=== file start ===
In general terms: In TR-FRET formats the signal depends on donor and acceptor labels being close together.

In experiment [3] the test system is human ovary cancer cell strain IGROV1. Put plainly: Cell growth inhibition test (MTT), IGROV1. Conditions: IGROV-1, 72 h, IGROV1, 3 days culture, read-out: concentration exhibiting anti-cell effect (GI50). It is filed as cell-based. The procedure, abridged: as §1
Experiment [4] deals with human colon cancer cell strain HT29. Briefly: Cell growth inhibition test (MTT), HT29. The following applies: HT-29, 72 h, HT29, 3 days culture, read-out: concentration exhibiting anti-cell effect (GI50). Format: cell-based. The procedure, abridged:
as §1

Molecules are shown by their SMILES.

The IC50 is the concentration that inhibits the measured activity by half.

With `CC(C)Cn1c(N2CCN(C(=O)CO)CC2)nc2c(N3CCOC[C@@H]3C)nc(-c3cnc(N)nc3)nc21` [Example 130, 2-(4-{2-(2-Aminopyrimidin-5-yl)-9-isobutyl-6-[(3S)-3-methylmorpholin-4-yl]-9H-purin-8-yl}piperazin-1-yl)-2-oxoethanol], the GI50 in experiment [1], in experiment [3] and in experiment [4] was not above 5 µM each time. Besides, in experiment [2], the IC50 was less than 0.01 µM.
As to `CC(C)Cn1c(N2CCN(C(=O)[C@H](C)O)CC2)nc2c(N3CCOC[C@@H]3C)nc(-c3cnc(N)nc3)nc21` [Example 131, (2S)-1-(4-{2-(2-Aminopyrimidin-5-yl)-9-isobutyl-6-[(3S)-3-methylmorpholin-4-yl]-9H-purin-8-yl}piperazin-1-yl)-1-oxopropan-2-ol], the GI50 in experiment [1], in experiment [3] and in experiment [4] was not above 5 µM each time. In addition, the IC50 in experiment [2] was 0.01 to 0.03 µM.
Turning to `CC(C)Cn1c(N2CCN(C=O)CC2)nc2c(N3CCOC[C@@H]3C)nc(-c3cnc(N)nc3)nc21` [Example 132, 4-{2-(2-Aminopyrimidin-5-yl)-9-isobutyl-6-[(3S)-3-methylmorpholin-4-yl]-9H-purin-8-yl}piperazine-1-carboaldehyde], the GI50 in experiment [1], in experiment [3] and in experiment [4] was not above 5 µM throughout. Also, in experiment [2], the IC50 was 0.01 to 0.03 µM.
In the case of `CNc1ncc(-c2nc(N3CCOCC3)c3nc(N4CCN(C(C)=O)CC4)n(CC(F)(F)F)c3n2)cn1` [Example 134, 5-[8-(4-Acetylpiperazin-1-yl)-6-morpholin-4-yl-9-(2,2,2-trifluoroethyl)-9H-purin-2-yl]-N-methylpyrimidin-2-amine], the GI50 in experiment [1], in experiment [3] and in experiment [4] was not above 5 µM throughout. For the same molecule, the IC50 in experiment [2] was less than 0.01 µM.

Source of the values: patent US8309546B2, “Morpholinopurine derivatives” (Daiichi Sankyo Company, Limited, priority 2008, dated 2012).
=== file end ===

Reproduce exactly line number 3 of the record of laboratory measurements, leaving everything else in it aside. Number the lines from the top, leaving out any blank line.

Experiment [4] deals with human colon cancer cell strain HT29. Briefly: Cell growth inhibition test (MTT), HT29. The following applies: HT-29, 72 h, HT29, 3 days culture, read-out: concentration exhibiting anti-cell effect (GI50). Format: cell-based. The procedure, abridged: